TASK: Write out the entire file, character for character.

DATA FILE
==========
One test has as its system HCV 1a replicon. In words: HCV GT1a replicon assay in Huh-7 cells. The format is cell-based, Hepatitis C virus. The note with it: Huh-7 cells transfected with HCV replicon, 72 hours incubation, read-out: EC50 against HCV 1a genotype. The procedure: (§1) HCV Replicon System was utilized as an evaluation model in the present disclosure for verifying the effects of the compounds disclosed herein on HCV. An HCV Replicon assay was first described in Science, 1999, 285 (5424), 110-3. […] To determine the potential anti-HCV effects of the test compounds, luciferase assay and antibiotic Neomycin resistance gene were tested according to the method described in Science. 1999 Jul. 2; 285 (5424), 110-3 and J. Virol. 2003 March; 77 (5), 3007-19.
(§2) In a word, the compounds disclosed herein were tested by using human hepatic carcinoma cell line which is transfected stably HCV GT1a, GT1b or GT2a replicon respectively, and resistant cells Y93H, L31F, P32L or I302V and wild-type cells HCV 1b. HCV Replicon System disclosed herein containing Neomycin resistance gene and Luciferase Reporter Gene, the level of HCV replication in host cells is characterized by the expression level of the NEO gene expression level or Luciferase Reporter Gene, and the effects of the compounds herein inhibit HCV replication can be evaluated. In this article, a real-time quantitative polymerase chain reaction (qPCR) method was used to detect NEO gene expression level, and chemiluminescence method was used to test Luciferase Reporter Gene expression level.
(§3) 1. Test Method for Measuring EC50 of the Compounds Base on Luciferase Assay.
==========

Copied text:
One test has as its system HCV 1a replicon. In words: HCV GT1a replicon assay in Huh-7 cells. The format is cell-based, Hepatitis C virus. The note with it: Huh-7 cells transfected with HCV replicon, 72 hours incubation, read-out: EC50 against HCV 1a genotype. The procedure: (§1) HCV Replicon System was utilized as an evaluation model in the present disclosure for verifying the effects of the compounds disclosed herein on HCV. An HCV Replicon assay was first described in Science, 1999, 285 (5424), 110-3. […] To determine the potential anti-HCV effects of the test compounds, luciferase assay and antibiotic Neomycin resistance gene were tested according to the method described in Science. 1999 Jul. 2; 285 (5424), 110-3 and J. Virol. 2003 March; 77 (5), 3007-19.
(§2) In a word, the compounds disclosed herein were tested by using human hepatic carcinoma cell line which is transfected stably HCV GT1a, GT1b or GT2a replicon respectively, and resistant cells Y93H, L31F, P32L or I302V and wild-type cells HCV 1b. HCV Replicon System disclosed herein containing Neomycin resistance gene and Luciferase Reporter Gene, the level of HCV replication in host cells is characterized by the expression level of the NEO gene expression level or Luciferase Reporter Gene, and the effects of the compounds herein inhibit HCV replication can be evaluated. In this article, a real-time quantitative polymerase chain reaction (qPCR) method was used to detect NEO gene expression level, and chemiluminescence method was used to test Luciferase Reporter Gene expression level.
(§3) 1. Test Method for Measuring EC50 of the Compounds Base on Luciferase Assay.